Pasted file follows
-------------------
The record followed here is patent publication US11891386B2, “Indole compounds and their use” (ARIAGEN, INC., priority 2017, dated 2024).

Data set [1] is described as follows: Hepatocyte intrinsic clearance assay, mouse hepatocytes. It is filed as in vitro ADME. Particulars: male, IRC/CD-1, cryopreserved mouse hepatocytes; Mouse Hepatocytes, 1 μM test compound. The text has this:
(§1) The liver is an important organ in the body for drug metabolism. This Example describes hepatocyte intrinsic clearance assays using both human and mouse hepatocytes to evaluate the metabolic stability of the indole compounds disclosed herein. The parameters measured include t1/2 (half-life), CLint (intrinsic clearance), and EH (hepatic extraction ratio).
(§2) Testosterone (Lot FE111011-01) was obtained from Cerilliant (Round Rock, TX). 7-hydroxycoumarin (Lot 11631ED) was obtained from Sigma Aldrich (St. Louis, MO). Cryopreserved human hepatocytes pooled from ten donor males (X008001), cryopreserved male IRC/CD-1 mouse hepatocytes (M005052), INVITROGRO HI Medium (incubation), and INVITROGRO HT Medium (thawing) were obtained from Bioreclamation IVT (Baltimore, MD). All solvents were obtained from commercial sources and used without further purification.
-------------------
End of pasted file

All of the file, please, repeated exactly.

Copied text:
The record followed here is patent publication US11891386B2, “Indole compounds and their use” (ARIAGEN, INC., priority 2017, dated 2024).

Data set [1] is described as follows: Hepatocyte intrinsic clearance assay, mouse hepatocytes. It is filed as in vitro ADME. Particulars: male, IRC/CD-1, cryopreserved mouse hepatocytes; Mouse Hepatocytes, 1 μM test compound. The text has this:
(§1) The liver is an important organ in the body for drug metabolism. This Example describes hepatocyte intrinsic clearance assays using both human and mouse hepatocytes to evaluate the metabolic stability of the indole compounds disclosed herein. The parameters measured include t1/2 (half-life), CLint (intrinsic clearance), and EH (hepatic extraction ratio).
(§2) Testosterone (Lot FE111011-01) was obtained from Cerilliant (Round Rock, TX). 7-hydroxycoumarin (Lot 11631ED) was obtained from Sigma Aldrich (St. Louis, MO). Cryopreserved human hepatocytes pooled from ten donor males (X008001), cryopreserved male IRC/CD-1 mouse hepatocytes (M005052), INVITROGRO HI Medium (incubation), and INVITROGRO HT Medium (thawing) were obtained from Bioreclamation IVT (Baltimore, MD). All solvents were obtained from commercial sources and used without further purification.